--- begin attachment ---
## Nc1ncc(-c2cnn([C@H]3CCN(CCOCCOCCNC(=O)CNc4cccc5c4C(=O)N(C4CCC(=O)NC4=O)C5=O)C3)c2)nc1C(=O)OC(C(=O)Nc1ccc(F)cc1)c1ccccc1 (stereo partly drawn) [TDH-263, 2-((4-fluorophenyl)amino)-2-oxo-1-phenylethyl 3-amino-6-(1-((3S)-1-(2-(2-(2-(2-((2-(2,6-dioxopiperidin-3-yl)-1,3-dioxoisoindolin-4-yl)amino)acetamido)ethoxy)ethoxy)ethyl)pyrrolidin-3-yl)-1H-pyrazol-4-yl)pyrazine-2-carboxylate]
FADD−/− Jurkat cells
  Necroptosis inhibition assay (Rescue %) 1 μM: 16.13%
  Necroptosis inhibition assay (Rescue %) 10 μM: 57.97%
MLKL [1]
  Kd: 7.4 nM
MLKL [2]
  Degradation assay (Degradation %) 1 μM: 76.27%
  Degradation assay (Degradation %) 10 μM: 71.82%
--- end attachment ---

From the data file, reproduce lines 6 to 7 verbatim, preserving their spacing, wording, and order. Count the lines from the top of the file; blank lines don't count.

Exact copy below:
  Kd: 7.4 nM
MLKL [2]